The Foggy Mountain Sound Of Flatt & Scruggs (2cd set)
Artist: Flatt & Scruggs
Cat No: NOT2CD514
The Blue Grass Boys took a name from the Carter Family track ‘Foggy Mountain Top’, and went out as Lester Flatt, Earl Scruggs and the Foggy Mountain Boys. During the fall of 1948, Lester Flatt, Earl Scruggs and the Foggy Mountain Boys began a three-year recording contract with Mercury Records. Also in 1948, Earl Scruggs married Louise Certain, who helped manage the band and kept them working through the years. With Benny Sims on fiddle, they recorded more than two dozen tunes between the years of 1949 and 1950. These included the Scruggs-penned ‘Foggy Mountain Breakdown’ which reached Number 9 in the country charts, traditional ‘Old Salty Dog Blues’ and Charlie Monroe’s ‘Roll in My Sweet Baby’s Arms’. Also in 1950 they made their first Columbia recording which included Flatt’s ‘The Old Home Town’. Flatt and Scruggs moved to WNOX in Knoxville where they recorded ‘Dear Old Dixie’, ‘Flint Hill Special’, ‘Thinking About You’ and ‘Pray For The Boys’, the latter especially timely because of the Korean War. In 1952 ‘’Tis Sweet To Be Remembered’ also rose to Number 9 in the country charts.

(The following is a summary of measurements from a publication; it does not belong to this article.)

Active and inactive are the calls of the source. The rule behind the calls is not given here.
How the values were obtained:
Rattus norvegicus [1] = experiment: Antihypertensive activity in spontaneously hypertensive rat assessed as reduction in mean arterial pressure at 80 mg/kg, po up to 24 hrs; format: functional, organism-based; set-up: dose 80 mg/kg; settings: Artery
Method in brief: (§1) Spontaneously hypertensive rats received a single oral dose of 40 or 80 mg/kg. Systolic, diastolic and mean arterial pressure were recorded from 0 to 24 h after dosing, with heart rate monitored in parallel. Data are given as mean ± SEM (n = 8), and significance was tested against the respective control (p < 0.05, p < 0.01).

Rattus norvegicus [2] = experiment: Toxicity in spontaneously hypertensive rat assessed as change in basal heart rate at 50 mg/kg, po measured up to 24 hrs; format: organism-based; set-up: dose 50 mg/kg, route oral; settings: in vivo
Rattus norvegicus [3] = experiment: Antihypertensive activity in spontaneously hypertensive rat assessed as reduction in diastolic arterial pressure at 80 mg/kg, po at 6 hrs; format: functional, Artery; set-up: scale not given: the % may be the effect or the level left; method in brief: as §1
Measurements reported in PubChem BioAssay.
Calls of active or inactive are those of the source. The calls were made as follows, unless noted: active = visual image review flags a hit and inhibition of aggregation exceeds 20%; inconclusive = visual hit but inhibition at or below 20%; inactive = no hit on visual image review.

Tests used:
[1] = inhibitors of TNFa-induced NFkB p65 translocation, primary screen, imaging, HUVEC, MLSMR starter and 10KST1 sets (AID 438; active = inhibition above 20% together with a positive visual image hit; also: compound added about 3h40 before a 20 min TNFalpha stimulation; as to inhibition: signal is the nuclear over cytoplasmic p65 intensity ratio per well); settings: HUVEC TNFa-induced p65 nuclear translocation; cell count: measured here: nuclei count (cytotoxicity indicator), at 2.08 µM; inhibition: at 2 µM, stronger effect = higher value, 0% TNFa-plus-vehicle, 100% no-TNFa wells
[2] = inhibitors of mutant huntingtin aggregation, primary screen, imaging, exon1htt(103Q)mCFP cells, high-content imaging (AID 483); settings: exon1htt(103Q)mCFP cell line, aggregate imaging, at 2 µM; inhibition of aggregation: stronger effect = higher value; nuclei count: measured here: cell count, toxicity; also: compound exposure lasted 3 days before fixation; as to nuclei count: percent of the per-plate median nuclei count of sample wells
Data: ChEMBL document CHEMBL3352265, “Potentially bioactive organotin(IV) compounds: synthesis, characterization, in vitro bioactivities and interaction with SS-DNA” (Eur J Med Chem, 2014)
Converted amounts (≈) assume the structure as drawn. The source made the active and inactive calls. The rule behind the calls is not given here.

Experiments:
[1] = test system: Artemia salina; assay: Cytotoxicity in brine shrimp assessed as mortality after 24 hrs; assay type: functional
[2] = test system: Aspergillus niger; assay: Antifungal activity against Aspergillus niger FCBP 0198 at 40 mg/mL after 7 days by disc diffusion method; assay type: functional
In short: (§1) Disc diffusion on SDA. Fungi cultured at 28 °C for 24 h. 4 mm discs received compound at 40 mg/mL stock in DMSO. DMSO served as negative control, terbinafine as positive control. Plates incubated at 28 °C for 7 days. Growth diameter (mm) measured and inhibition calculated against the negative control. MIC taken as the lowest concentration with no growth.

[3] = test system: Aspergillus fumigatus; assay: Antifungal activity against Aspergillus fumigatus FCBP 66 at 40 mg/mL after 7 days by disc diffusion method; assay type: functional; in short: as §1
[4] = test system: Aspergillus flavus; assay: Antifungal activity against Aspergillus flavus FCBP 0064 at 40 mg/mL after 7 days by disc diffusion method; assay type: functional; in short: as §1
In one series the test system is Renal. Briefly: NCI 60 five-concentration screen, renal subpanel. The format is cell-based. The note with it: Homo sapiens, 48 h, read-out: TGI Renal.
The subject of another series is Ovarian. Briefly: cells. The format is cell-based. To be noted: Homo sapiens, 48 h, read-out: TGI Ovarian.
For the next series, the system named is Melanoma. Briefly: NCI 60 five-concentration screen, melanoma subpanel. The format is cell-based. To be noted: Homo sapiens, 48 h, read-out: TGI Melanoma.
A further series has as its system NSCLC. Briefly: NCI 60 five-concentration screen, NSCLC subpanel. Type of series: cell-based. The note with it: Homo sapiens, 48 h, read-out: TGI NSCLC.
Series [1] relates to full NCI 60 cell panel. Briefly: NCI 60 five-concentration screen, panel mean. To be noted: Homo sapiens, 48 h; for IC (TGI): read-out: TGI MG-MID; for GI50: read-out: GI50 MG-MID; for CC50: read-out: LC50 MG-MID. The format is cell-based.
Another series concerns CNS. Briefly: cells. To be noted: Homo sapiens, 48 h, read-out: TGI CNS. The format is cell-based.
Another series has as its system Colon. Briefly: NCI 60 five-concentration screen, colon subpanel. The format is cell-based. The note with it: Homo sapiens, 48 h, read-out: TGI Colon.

The Foggy Mountain Boys joined the Opry in 1955 and, in October 1957, released their first LP, ‘Foggy Mountain Jamboree’. This included tracks such as ‘Jimmie Brown, The Newsboy’, ‘Shuckin’ The Corn’, ‘Your Love Is Like A Flower’ and ‘Blue Ridge Cabin Home’. Flatt’s ‘Cabin In The Hills’ reached Number 9 in 1959 and shortly afterwards in 1960 they had two minor country-chart hits with ‘Crying My Heart Out Over You’ and ‘Polka On A Banjo’, followed by ‘Go Home’ in 1961 and ‘Just Ain’t’ and ‘The Legend Of The Johnson Boys’ in 1962. Then ‘The Ballad Of Jed Clampett’ took them to Number 1 when The Beverly Hillbillies TV sitcom became the show’s theme song. It was the first and only bluegrass song to top the country chart, and was nominated for a Grammy Award. After Scruggs’ July 1959 appearance at the first Newport Folk Festival, he was described by the New York Times as the ‘Paganini of the five-string banjo’. This was probably the impetus which sent Flatt and Scruggs to stardom during the folk boom of the early Sixties. Bluegrass banjo instrumentals were becoming more and more prominent in music, and when Pete Seeger included a section in his folk banjo book about Scruggs’ playing method the group became accepted in educated urban folk circles. Foggy Mountain Breakdown’ was used as the background music to the 1967 movie Bonnie And Clyde, winning a Grammy and earning a ‘Million-Air’ award for a million broadcasts, but Lester Flatt and Earl Scruggs were soon to split. The last time they played on stage together was in February 1969. Lester Flatt died in May 1979, seven years before Flatt and Scruggs entered the Country Music Hall of Fame. Scruggs, who was on hand to accept the honour, died of natural causes in 2012, aged 88, a banjo pioneer and bluegrass legend who transformed the instrument forever.